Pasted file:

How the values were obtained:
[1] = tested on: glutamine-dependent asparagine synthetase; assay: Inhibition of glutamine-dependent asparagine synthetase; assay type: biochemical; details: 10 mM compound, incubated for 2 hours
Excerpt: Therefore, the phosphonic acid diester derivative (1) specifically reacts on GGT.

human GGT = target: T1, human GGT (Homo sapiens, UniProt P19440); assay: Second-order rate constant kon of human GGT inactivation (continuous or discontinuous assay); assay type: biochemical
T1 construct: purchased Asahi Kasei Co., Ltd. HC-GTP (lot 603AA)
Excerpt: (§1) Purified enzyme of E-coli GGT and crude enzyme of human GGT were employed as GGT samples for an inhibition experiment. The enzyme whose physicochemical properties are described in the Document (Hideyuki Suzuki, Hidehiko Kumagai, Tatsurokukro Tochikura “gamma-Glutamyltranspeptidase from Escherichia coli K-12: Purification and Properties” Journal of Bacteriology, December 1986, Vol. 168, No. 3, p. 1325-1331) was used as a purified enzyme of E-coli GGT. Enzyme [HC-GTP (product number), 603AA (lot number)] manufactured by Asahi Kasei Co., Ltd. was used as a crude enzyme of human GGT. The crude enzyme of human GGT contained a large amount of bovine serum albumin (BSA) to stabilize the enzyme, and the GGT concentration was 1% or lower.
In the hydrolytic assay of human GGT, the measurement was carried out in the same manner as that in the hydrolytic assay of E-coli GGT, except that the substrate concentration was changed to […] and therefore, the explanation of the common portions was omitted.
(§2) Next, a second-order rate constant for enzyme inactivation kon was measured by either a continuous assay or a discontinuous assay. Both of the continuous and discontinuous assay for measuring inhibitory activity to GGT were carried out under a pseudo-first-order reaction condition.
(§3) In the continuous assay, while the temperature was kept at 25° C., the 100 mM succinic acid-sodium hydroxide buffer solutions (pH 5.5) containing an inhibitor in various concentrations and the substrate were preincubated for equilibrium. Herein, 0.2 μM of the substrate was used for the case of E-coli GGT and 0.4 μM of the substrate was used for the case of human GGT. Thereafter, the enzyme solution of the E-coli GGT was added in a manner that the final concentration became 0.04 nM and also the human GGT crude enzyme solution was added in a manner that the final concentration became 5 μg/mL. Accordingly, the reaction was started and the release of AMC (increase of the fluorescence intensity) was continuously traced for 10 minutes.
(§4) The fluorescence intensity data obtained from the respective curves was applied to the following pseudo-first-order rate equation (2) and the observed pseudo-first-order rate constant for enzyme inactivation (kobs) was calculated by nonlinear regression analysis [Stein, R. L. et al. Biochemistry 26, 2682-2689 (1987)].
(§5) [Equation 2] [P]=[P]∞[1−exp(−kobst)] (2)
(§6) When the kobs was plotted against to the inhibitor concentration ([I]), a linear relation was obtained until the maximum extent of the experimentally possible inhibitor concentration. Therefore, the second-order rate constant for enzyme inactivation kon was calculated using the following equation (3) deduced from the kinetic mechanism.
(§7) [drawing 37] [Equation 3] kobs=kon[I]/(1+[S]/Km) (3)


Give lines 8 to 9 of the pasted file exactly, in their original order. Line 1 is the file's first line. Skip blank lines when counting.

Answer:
(§2) Next, a second-order rate constant for enzyme inactivation kon was measured by either a continuous assay or a discontinuous assay. Both of the continuous and discontinuous assay for measuring inhibitory activity to GGT were carried out under a pseudo-first-order reaction condition.
(§3) In the continuous assay, while the temperature was kept at 25° C., the 100 mM succinic acid-sodium hydroxide buffer solutions (pH 5.5) containing an inhibitor in various concentrations and the substrate were preincubated for equilibrium. Herein, 0.2 μM of the substrate was used for the case of E-coli GGT and 0.4 μM of the substrate was used for the case of human GGT. Thereafter, the enzyme solution of the E-coli GGT was added in a manner that the final concentration became 0.04 nM and also the human GGT crude enzyme solution was added in a manner that the final concentration became 5 μg/mL. Accordingly, the reaction was started and the release of AMC (increase of the fluorescence intensity) was continuously traced for 10 minutes.